Alvarez rips Quinn after he backs Foxx in state’s attorney race

SHARE Alvarez rips Quinn after he backs Foxx in state’s attorney race

Former Gov. Pat Quinn emerged over the weekend as the latest point of contention in the bitter race for Cook County state’s attorney. | AP file photo

Former Gov. Pat Quinn was defeated in his 2014 bid for re-election and left office more than a year ago.

Yet he emerged over the weekend as the latest point of contention in the bitter race for Cook County state’s attorney, prompting the candidates to trade another round of attacks over their reform credentials and political ties.

At a press event Sunday morning, Quinn announced his endorsement of challenger Kim Foxx in the March 15 Democratic primary, calling her “a strong voice for reform and justice for all.”

“She has the integrity and ability to serve the people of Cook County well as their state’s attorney,” the former governor said.

The Foxx campaign touted Quinn’s backing as a sign of their “broad coalition” of support to bring reforms to the state’s attorney’s office and local criminal justice system. Quinn has been “a champion for years of the social justice issues that Kim has pushed,” Foxx campaign spokesman Robert Foley said.

Quinn’s backing of Foxx was also a clear rejection of two-term incumbent Anita Alvarez, whom he had endorsed in 2008. She returned the favor during his successful 2010 election bid.

But Alvarez’s campaign quickly issued a statement ripping Quinn as a “career politician” and noting that he had previously received campaign donations from Foxx’s political patron and former boss, Cook County Board President Toni Preckwinkle. Preckwinkle sent $52,500 to Quinn in 2014, state records show. Foxx served as Preckwinkle’s chief of staff until jumping into the state’s attorney’s race.

“To the surprise of no one, career politician Pat Quinn, who has been the beneficiary of hundreds of thousands in campaign spending by Toni Preckwinkle, is now backing her political puppet Kim Foxx,” Mike Carson, campaign manager for Alvarez, said in the statement.

The Alvarez campaign also made it clear they didn’t expect support from Quinn, given that two years ago Alvarez announced a criminal investigation into an anti-violence program run by his administration.

The scandals around the Neighborhood Recovery Initiative badly damaged Quinn’s re-election effort. On Sunday the Alvarez campaign circulated a 2014 Chicago Sun-Times story on the state’s attorney’s inquiry.

That got the Foxx campaign to fire another shot. “Anita Alvarez is continuing her desperate, false attacks because she’s trying to deflect from her record of failure,” said Foley.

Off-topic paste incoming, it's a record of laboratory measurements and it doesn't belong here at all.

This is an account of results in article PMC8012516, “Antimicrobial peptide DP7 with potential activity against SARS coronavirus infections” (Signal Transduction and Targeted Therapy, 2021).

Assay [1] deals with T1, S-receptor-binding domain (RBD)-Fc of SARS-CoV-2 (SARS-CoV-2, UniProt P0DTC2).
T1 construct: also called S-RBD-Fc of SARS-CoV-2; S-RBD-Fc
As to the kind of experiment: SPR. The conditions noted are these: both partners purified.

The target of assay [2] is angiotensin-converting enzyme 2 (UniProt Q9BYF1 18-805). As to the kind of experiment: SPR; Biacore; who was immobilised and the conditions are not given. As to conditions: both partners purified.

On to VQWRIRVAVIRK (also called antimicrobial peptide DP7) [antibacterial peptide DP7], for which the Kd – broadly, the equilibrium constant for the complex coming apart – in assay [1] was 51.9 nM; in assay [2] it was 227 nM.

The other challenger in the race, former Cook County and federal prosecutor Donna More, said she assumes Quinn wants Preckwinkle’s help with a return to politics. She argued the state’s attorney’s office should look into “pay to play” politics in Cook County government.

“I think that would be a great public corruption investigation,” More said.

More also questioned whether Alvarez did anything with the inquiry into Quinn’s anti-violence program other than generate headlines.

“She allegedly started an investigation on this Quinn slush fund,” More said. “That was four years ago. I’ve never heard anything else about it.”

More characterized that inquiry as another example — along with investigations into the police shootings of Laquan McDonald and Rekia Boyd — of Alvarez failing to be transparent or pursue justice in a timely manner. “People don’t trust her to do the right thing,” More said.

Alvarez says her office gave federal authorities the evidence it collected on Quinn’s program and she can’t comment further.

The state’s attorney has butted heads with Preckwinkle for years over policies in the Cook County criminal courts and jail. And in January, when Preckwinkle orchestrated the slating of Foxx by the county Democratic Party, Alvarez attacked the “machine” and questioned Foxx’s integrity.

But while she fires away at Foxx’s support from insiders, Alvarez enjoys the backing of two of the state’s most powerful political operators: House Speaker Michael Madigan and Chicago Ald. Ed Burke. Both have donated to her past campaigns and are backing her again.

“She’s been independent,” said Carson. “She has some folks who endorse her despite that.”

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